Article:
The benefits versus drawbacks of using PowerPoint® presentations can stir lively conversation in the workplace. Some would go so far as to toss out PowerPoint presentations altogether, such as the late Steve Jobs, who believed they stifled creative thinking. Others firmly stand by them as an effective way to communicate.
I believe that a well-crafted PowerPoint presentation can be, well, powerful and pointed. Appealing and engaging slides can bring focus to a discussion, present complex facts and figures in a way that’s easy for an audience to grasp, spark lively dialogue, and enable teams to come to closure on solving a problem or diving into a new project. For example, companywide webcasts, financial discussions and strategic business reviews benefit greatly from solidly crafted PowerPoint presentations. And sending the slides to your audience after a meeting serves as an important resource and often a way to keep a dialogue going. In essence, PowerPoint can become a very effective language for communicating thoughts, ideas and actions.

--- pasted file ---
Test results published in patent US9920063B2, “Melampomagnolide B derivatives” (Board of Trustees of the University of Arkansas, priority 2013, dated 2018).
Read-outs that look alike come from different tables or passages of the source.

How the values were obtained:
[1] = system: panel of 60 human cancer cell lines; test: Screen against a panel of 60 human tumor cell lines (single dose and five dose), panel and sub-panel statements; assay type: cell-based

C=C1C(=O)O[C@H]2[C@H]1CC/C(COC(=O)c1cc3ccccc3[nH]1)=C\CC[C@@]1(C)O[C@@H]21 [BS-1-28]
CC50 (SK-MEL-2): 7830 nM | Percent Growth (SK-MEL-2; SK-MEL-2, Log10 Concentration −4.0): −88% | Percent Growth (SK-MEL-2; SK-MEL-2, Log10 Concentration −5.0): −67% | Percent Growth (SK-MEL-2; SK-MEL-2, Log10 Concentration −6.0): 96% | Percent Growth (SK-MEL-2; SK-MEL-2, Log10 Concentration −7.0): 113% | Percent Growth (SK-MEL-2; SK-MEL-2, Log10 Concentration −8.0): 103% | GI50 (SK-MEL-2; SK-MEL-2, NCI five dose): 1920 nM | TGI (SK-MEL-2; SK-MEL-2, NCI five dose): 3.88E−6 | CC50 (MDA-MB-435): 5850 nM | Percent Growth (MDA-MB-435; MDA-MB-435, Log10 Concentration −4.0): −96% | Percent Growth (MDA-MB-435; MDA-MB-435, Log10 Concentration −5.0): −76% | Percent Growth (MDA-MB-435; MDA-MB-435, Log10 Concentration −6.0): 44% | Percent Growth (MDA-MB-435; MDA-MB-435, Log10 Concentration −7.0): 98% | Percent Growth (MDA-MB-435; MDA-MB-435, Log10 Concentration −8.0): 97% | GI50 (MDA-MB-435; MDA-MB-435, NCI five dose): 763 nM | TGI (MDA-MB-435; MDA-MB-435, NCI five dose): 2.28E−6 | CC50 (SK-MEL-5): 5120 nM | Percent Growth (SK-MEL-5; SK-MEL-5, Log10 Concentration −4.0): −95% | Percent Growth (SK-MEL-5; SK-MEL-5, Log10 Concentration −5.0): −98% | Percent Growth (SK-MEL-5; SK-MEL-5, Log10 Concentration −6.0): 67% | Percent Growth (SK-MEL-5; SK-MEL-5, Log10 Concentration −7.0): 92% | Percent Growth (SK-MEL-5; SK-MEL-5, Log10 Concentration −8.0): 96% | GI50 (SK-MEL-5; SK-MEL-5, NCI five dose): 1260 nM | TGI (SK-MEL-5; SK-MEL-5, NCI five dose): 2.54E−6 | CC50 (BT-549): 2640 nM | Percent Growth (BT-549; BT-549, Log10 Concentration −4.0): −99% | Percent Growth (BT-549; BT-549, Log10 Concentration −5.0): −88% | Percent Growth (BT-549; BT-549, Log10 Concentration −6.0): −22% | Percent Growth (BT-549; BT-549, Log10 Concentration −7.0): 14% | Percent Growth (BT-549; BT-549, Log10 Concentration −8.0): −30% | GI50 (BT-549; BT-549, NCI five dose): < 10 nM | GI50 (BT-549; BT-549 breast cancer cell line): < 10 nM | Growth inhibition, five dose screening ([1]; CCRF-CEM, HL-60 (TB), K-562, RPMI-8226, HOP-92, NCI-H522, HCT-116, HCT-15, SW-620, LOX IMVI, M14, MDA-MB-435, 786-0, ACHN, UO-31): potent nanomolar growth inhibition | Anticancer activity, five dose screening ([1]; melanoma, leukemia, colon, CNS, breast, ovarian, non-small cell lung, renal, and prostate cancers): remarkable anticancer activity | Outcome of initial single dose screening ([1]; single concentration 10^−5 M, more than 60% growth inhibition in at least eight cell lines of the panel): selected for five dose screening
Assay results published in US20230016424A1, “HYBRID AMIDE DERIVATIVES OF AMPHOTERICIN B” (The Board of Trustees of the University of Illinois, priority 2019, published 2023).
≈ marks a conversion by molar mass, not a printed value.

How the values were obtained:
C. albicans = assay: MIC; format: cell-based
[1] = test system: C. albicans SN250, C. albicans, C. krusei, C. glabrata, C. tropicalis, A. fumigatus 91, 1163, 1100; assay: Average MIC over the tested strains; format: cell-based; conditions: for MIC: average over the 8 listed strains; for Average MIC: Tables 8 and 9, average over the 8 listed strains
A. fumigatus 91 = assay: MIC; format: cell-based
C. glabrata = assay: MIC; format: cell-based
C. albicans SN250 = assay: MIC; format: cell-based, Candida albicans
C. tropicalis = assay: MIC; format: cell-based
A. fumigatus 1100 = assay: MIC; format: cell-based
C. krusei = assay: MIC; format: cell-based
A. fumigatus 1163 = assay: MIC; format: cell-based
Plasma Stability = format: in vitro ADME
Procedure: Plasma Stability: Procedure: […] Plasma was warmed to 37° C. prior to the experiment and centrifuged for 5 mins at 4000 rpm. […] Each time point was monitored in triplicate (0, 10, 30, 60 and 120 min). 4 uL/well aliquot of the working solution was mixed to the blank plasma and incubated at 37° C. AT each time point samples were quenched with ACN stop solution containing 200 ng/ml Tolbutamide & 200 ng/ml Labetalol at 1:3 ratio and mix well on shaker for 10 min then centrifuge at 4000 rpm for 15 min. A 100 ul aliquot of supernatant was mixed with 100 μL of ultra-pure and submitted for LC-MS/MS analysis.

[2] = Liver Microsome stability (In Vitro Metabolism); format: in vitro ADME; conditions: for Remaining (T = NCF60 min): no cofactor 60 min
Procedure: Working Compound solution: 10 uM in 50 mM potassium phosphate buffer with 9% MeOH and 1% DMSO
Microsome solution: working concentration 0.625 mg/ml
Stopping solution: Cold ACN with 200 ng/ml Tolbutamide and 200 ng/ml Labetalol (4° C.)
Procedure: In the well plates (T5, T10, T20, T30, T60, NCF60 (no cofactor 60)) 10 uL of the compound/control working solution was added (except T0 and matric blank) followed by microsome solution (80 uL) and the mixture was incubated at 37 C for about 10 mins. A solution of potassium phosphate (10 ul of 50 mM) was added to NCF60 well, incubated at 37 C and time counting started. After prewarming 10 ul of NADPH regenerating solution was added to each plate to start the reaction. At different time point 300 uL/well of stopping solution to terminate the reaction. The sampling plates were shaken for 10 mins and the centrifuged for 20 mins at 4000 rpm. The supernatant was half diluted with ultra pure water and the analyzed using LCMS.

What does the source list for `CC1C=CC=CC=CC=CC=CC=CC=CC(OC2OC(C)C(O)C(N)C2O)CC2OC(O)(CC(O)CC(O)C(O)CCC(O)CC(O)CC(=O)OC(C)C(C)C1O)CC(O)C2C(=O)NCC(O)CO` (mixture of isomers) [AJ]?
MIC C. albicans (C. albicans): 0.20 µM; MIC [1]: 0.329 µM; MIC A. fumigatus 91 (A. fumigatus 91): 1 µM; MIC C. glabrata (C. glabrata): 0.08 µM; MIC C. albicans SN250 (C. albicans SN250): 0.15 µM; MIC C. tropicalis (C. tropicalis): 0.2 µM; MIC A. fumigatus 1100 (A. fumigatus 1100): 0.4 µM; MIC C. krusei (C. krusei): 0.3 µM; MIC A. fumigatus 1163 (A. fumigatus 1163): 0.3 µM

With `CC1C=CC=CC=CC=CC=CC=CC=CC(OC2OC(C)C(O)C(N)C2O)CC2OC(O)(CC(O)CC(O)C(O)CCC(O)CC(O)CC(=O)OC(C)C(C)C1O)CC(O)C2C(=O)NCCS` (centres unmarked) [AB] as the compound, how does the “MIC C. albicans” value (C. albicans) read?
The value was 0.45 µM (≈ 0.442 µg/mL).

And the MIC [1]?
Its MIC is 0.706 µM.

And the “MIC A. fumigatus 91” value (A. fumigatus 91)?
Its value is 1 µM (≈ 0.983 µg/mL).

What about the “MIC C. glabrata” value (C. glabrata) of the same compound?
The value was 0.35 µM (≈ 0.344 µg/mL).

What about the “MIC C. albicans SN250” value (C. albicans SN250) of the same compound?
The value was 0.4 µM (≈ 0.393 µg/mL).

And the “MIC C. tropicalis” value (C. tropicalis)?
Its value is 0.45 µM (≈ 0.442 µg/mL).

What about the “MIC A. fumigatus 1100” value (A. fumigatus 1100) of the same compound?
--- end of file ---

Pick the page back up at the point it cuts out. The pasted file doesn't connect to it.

Of course, getting a PowerPoint presentation “just right” can take a great deal of time and effort. I’ve seen colleagues labor over slides to the point of exhaustion, struggling to cram in as much information as possible. That can be a lose-lose proposition that exhausts both the presenter and the audience.
The key is to strike a balance between too many words and too few; between “eye chart” graphics and appealing visuals – not an easy task, I admit. But PowerPoint slides are meant to enhance a presentation and engage an audience – not overwhelm them with information or eliminate the need for discussion.
You don’t have to search too hard to find useful tips for constructing a “powerful” PowerPoint presentation. I uncovered quite a few, including some that deserve mentioning. Here they are, not in any particular order of importance:
You’ll find many other useful tips and tricks from two sites I recently visited:
It’s important to remember that PowerPoint is just one of the many tools you have in your oratorical tool belt, so don’t be afraid to branch out and add other elements to your presentations like relating a personal anecdote or even asking your audience to take a quick pop quiz.
Clearly, the power of an effective PowerPoint presentation cannot be underestimated. And knowing how to put that power to work effectively will engage and energize your audience – and keep them awake.